Speeding Up Finite Element Wave Propagation for Large-Scale Earthquake Simulations

Carnegie Mellon University Parallel Data Lab Technical Report CMU-PDL-10-109, October 2010.

Ricardo Taborda, Julio López, Haydar Karaoglu, John Urbanic*, Jacobo Bielak

Parallel Data Laboratory
Computer Science Department
Carnegie Mellon University
Pittsburgh, PA 15213

*Pittsburgh Supercomputing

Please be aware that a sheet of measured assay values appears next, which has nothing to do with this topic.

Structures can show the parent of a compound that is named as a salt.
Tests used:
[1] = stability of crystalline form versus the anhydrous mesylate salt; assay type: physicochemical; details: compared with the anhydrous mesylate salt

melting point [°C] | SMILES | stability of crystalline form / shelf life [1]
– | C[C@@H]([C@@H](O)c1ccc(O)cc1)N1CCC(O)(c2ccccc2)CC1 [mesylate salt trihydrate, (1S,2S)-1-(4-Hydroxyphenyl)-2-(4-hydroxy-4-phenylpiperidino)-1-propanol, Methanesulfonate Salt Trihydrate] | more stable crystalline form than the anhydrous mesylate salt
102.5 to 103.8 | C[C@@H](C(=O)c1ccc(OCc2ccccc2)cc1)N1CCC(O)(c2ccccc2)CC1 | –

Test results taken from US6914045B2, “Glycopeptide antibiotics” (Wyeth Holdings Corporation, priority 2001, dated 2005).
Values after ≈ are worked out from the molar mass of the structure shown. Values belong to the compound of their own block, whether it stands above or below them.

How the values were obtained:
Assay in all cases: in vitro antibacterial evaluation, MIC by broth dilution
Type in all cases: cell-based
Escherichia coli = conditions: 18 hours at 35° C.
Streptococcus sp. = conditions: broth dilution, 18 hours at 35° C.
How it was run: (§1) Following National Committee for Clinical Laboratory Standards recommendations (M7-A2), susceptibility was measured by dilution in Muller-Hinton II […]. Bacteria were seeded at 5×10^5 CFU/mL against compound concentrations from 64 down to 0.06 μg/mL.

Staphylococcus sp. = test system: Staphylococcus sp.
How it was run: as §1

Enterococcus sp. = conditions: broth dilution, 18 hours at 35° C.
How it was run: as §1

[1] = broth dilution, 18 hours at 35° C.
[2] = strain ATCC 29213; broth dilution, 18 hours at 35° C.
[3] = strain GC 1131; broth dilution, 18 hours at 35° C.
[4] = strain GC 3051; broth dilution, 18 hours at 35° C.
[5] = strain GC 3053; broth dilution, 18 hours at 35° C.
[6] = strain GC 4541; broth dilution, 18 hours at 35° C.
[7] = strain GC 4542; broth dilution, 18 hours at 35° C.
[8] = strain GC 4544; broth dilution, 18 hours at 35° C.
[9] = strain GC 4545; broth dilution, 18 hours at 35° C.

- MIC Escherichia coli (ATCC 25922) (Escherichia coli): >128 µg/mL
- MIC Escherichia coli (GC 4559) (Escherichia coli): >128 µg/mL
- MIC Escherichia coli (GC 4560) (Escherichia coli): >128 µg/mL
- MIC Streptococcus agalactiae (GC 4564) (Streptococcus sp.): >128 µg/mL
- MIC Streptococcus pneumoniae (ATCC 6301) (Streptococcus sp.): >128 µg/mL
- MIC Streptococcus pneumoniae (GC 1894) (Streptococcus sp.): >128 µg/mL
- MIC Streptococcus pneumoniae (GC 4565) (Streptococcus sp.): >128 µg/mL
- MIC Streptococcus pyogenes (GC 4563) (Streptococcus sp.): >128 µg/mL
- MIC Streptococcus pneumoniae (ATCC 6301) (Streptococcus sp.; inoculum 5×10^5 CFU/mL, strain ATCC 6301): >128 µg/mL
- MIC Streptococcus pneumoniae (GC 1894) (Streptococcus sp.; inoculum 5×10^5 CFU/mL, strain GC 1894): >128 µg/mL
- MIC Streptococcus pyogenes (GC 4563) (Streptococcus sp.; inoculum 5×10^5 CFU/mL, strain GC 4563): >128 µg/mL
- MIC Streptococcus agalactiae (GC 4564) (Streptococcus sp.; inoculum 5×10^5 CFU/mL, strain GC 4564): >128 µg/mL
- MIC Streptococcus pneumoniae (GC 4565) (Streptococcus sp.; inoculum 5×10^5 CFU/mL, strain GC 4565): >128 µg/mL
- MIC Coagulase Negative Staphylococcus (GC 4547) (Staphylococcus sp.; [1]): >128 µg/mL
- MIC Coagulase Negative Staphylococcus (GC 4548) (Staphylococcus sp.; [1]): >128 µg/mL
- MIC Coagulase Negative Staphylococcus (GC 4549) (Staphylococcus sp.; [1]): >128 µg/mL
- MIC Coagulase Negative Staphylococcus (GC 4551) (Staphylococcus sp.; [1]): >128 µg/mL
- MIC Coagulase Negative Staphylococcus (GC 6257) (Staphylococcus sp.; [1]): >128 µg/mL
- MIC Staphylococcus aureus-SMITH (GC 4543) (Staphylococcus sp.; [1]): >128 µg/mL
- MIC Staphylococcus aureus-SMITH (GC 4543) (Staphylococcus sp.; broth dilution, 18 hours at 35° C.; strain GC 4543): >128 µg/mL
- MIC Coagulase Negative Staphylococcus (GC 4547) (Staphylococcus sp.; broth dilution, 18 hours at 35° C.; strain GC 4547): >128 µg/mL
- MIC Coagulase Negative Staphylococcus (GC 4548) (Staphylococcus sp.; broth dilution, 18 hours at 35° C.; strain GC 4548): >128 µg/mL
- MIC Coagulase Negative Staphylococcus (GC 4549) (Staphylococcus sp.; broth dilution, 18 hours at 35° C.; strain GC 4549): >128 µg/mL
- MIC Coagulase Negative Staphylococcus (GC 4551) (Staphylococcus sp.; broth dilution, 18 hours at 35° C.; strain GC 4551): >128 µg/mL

This paper describes the implementation and performance of a new approach to finite element earthquake simulations that represents a speedup factor of 3x in the total solving time employed by Hercules--the octree-based earthquake simulator developed by the Quake Group at Carnegie Mellon University. This gain derives from applying an efficient method for computing the stiffness contribution at the core of the solving algorithm for the discretized equations of motion. This efficient method is about 5 times faster than our previous conventional implementation. We evaluate the performance and scalability of the new implementation through numerical experiments with the 2008 Chino Hills earthquake under various problem sizes and resource conditions on up to 98K CPU cores, obtaining excellent results. These experiments required simulations with up to 11.6 billion mesh elements. The newly obtained efficiency reveals that other areas in Hercules, such as inter-processor communication, waiting time, and additional computing processes become more critical, and that improvements in these areas will result in significant enhancement in overall performance. This latest advance has enormous implications for saving CPU hours and catapults the potential of Hercules to target larger and more realistic problems, taking full advantage of the new generation of petascale supercomputers.

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